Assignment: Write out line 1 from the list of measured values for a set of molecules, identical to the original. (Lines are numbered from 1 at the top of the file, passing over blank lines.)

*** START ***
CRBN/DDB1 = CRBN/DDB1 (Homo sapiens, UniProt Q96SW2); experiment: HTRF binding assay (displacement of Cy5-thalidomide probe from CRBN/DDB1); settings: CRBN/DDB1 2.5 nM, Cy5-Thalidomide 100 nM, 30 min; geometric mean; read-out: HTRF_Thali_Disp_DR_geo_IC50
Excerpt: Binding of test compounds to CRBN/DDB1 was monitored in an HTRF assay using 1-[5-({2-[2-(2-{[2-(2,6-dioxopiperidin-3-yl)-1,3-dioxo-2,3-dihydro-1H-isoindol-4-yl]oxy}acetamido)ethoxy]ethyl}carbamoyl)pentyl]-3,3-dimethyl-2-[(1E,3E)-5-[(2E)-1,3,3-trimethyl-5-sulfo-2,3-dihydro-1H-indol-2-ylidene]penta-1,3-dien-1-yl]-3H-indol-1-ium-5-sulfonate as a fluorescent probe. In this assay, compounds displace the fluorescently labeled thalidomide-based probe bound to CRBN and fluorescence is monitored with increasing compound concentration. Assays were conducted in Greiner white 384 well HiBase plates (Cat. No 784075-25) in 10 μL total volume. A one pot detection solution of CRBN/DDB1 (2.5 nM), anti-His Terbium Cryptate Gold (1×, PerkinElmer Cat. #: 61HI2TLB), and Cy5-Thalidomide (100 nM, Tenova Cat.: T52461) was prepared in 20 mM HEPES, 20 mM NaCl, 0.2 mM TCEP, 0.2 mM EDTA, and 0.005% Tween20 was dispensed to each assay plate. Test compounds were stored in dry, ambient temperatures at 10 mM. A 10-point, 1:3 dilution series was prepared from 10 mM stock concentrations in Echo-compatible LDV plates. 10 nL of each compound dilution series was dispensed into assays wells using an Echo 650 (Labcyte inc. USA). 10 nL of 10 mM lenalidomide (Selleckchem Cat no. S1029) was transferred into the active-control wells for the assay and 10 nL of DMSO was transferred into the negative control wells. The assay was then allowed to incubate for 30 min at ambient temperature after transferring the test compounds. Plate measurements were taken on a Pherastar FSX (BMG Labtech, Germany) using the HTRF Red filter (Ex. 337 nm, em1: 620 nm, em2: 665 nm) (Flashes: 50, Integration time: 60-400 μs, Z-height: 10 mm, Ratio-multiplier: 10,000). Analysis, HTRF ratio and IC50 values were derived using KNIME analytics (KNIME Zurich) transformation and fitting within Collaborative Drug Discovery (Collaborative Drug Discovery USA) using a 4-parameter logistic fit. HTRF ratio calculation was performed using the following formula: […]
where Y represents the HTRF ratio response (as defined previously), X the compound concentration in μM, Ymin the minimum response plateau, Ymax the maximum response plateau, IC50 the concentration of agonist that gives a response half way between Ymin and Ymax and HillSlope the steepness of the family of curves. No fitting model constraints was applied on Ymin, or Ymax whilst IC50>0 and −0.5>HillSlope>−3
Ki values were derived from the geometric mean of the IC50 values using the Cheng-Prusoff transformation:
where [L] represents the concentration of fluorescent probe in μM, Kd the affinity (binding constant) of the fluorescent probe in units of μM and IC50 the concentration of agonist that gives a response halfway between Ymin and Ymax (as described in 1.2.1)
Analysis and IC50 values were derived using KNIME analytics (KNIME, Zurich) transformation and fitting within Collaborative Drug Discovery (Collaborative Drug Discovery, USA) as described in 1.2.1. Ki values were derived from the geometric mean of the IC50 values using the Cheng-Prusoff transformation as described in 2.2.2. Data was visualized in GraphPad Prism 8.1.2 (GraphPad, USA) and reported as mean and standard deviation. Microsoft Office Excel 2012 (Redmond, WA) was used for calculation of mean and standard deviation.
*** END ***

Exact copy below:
CRBN/DDB1 = CRBN/DDB1 (Homo sapiens, UniProt Q96SW2); experiment: HTRF binding assay (displacement of Cy5-thalidomide probe from CRBN/DDB1); settings: CRBN/DDB1 2.5 nM, Cy5-Thalidomide 100 nM, 30 min; geometric mean; read-out: HTRF_Thali_Disp_DR_geo_IC50